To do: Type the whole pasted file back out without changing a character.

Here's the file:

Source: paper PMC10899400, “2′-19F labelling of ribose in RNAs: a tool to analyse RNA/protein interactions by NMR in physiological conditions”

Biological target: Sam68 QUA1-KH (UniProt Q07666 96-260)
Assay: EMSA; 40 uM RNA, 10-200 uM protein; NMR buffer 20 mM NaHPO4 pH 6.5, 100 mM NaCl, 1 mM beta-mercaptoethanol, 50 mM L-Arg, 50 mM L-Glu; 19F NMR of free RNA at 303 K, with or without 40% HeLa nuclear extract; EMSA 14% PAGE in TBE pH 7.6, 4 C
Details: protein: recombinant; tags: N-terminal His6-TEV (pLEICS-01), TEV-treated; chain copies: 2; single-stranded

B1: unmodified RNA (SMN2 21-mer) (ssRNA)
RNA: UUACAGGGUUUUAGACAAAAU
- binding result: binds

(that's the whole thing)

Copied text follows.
Source: paper PMC10899400, “2′-19F labelling of ribose in RNAs: a tool to analyse RNA/protein interactions by NMR in physiological conditions”

Biological target: Sam68 QUA1-KH (UniProt Q07666 96-260)
Assay: EMSA; 40 uM RNA, 10-200 uM protein; NMR buffer 20 mM NaHPO4 pH 6.5, 100 mM NaCl, 1 mM beta-mercaptoethanol, 50 mM L-Arg, 50 mM L-Glu; 19F NMR of free RNA at 303 K, with or without 40% HeLa nuclear extract; EMSA 14% PAGE in TBE pH 7.6, 4 C
Details: protein: recombinant; tags: N-terminal His6-TEV (pLEICS-01), TEV-treated; chain copies: 2; single-stranded

B1: unmodified RNA (SMN2 21-mer) (ssRNA)
RNA: UUACAGGGUUUUAGACAAAAU
- binding result: binds